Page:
Having proved itself during the savage dogfighting of the Battle of Britain, the Hawker Hurricane would also make a valuable contribution in protecting the vital sea lanes from German attack, both above and below the water. Modified with the addition of catapult spools and a fuselage mounted arrester hook, Sea Hurricanes were embarked aboard Britain's diminutive aircraft carriers from mid 1941.

As British shipping losses in the Atlantic began to mount, it became clear that the Royal Navy needed a fast, capable monoplane fighter that could be operated effectively at sea. At this time, the British fighter of the moment was the Supermarine Spitfire, but all production was destined for the RAF who were desperate to replace the losses suffered during the Battle of Britain and the Navy would be disappointed. Even though other aircraft were favoured by the Navy, such as the American Wildcat, the venerable Hawker Hurricane was selected for the task and once again this superbly versatile aircraft answered its country's call. Initially operating from rocket powered catapults mounted on specially modified merchant vessels, all the early naval Hurricanes were refurbished, war weary RAF machines, but they provided the convoys with invaluable aerial support in the battle against Axis raiders.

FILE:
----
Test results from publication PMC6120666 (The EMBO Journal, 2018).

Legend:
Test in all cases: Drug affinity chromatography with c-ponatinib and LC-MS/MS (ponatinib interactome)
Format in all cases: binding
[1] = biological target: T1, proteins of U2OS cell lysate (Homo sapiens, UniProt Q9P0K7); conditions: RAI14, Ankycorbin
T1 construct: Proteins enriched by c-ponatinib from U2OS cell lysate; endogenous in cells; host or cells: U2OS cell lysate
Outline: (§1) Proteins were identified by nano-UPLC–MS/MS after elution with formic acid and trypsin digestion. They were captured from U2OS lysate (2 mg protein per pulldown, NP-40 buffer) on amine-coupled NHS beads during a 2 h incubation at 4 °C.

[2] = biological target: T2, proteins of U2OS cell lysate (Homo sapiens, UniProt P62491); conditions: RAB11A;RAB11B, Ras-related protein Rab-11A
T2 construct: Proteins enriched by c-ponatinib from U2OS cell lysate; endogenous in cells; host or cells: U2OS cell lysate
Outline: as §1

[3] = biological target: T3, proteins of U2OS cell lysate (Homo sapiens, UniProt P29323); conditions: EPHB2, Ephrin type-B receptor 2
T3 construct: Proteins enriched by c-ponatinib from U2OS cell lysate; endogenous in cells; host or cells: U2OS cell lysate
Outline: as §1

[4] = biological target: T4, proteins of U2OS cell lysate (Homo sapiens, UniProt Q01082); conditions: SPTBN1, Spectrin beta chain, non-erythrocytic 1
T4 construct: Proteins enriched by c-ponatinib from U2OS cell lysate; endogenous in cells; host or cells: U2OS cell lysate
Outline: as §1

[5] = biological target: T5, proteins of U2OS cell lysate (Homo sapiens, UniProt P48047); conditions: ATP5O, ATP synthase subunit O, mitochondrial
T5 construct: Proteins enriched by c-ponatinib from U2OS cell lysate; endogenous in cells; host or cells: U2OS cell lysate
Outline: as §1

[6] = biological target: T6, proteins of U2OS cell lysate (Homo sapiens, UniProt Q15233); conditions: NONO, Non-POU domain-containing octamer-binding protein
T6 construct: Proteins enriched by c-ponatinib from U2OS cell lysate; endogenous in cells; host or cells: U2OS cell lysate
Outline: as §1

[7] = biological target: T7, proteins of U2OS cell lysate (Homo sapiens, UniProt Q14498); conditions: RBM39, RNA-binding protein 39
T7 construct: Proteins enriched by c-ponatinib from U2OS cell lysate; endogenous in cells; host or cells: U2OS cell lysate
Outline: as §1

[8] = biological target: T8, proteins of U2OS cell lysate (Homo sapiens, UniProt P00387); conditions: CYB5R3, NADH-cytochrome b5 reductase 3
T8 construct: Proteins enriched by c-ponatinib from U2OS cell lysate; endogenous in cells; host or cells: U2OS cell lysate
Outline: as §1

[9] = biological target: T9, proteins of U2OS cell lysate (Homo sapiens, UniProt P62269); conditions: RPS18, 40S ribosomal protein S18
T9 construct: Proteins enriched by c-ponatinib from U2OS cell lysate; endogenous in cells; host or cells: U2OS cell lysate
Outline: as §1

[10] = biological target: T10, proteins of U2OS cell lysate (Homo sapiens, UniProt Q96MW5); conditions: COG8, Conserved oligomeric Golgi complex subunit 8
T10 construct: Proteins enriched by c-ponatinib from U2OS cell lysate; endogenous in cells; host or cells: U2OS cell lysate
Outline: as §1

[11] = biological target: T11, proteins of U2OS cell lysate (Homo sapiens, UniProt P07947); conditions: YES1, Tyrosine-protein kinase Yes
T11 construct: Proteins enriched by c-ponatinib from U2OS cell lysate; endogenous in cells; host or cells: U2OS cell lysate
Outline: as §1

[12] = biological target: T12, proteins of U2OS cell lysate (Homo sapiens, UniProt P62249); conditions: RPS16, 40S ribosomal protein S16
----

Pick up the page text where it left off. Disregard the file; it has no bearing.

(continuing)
The later Sea Hurricane IB was equipped with catapult spools, an arrester hook and a multitude of additional modifications to ensure effective operation at sea. These fighters operated from Britain's relatively small aircraft carriers and specially converted merchant vessels, known as MAC ships. The large wing area and forgiving handling qualities of the Hurricane made it particularly suitable for operation from the rolling deck of an aircraft carrier at sea and it provided excellent service until more capable British and American naval fighters became available.